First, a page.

Why sustainable travel is as much about humanity and diversity as it is about the planet

"Бесконечны лишь Вселенная и глупость человеческая, при этом относительно бесконечности первой из них у меня имеются сомнения." А. Эйнштейн ©
Время на прочтение: 6 минут(ы)

While none of us can predict the future, together as travellers we are the ones to shape it. As these world-changing times are showing us, we must look to find a new way of being, a new way of exploring. Being more sustainable includes striving for better diversity and inclusivity. People are the heart of the hospitality industry, with one in 10 around the globe earning a living from tourism. And making better travel choices needs to focus as much on improving the rights and conditions for all humans as it does on the planet.

‘Travel is fatal to prejudice, bigotry and narrow-mindedness, and many of our people need it sorely on these accounts. Broad, wholesome, charitable views of men and things cannot be acquired by vegetating in one little corner of the earth all one’s lifetime.’ Mark Twain said that in 1869. And still his words ring true. But it’s not simply about how travel opens minds and widens perspectives – now more than ever, it is about telling forward-thinking stories. How do we tell better tales about travel to improve the future for all?

  • Why sustainable travel is as much about humanity and diversity as it is about the planet

    Seek meaningful connections with locals, not just other globetrotters, to better understand our common humanity

    Says Trevor Phillips, broadcaster, writer, anti-racism campaigner and former chair of the UK’s Equality and Human Rights Commission

    ‘I’m a great believer in the Chinese proverb, “It is better to light a candle than curse the darkness”. All disruption can be good – it provides a chance to change. Travel writing tells stories about what is possible, about a dream that we can live in. And we go on holiday to do that for a little while. So what is the story that we’re telling? What we could do better with the narrative around travel is revise its landscape when it comes to conveying that, yes, we’re going to a different physical place, but we’re not going to another world. The people there are hearing and seeing the same things as us.

    The most important thing the industry can do is to tilt the account that it shares about the rest of the earth by a few degrees. So people who live in our part of the world understand the common humanity they share with those who are not like us, don’t look like us and didn’t start life in the same places as us. It’s about telling a tale that says to the traveller, when you venture away from home, you are going somewhere with a different geography but it’s not a different planet where the people are not connected to us. We need to encourage individuals to be more open to the humans they’re connecting with when they’re abroad. Some stories people share with us will feel different, but a lot of them we should recognise. All disruption and dislocation, no matter how unpleasant the cause is, has to be regarded as an opportunity for change. Change doesn’t come about simply by people lamenting it.’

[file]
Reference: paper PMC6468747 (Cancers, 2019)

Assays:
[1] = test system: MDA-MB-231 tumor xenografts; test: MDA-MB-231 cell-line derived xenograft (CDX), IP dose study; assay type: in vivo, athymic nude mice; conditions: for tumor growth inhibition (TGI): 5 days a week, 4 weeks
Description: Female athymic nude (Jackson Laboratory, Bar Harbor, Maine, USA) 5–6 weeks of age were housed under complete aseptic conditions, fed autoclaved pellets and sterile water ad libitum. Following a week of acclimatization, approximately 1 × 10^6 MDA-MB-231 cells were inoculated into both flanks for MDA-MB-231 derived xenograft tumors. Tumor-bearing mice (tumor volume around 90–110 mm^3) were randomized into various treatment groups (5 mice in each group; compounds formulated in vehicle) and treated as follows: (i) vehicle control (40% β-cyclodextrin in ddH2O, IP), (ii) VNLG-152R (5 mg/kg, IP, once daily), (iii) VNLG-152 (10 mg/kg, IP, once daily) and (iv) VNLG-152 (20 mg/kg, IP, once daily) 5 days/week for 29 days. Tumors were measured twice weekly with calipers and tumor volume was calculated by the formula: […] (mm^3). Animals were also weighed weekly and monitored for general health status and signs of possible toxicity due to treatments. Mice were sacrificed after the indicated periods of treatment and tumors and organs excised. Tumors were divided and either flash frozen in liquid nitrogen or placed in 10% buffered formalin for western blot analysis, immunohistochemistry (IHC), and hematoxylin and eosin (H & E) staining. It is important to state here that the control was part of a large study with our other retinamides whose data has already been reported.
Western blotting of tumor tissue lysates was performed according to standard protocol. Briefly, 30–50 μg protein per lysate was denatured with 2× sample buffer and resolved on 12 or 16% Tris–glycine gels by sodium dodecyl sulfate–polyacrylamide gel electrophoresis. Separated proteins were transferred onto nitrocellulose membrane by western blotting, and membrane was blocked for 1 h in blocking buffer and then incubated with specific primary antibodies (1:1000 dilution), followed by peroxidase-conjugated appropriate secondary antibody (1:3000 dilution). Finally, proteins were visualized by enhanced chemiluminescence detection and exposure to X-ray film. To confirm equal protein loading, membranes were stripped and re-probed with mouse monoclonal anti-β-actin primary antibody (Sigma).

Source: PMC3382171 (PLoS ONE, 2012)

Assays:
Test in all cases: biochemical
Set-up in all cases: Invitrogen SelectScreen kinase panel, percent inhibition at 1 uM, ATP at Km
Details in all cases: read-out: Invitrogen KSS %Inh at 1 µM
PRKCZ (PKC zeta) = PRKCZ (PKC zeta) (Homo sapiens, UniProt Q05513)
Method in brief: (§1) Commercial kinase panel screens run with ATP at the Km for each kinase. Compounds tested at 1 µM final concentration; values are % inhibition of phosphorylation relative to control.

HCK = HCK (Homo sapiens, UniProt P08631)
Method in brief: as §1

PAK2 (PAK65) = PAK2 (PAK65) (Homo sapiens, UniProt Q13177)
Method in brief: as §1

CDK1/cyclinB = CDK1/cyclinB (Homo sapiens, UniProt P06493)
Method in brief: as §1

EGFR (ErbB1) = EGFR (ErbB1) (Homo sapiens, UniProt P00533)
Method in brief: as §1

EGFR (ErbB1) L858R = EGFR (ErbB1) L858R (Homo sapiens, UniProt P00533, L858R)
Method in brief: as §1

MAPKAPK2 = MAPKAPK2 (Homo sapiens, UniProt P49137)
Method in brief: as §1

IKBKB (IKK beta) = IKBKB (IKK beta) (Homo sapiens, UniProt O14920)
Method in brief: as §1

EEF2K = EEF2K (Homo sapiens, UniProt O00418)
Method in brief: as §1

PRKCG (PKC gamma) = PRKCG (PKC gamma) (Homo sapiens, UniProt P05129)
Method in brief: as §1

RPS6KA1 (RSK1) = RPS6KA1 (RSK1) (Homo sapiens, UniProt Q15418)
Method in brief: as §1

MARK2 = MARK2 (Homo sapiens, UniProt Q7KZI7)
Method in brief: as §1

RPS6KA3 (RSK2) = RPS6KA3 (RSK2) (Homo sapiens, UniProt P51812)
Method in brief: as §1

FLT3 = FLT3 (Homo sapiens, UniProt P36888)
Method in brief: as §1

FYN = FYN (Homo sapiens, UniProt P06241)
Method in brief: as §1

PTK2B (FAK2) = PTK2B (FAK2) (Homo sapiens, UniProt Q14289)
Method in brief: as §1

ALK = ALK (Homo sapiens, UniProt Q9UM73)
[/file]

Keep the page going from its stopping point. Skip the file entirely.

• Why sustainable travel is as much about humanity and diversity as it is about the planet

    Look at history through a sharper lens and from every angle

    Says Shivani Ashoka, journalist and advocate for racial diversity in travel media

    ‘We all want to save the planet, but there’s little point talking about the environmental aspects of sustainability if you don’t tie in the societal factors that are fundamental to its success – by just banging the drum about how to extend the life of the earth, we ignore that there are entire communities who are still fighting for basic human rights and who don’t want that reality sustained. It is our job, in travel, to uplift them, support their livelihoods and reframe the wider understanding of what sustainability means. The end goal is that everyone is equal, but right now we have a duty to recognise race. As a woman of colour, I need to hear more voices that speak to my heritage, to see different skin tones represented at the highest points of my industry and to read narratives that I can identify with.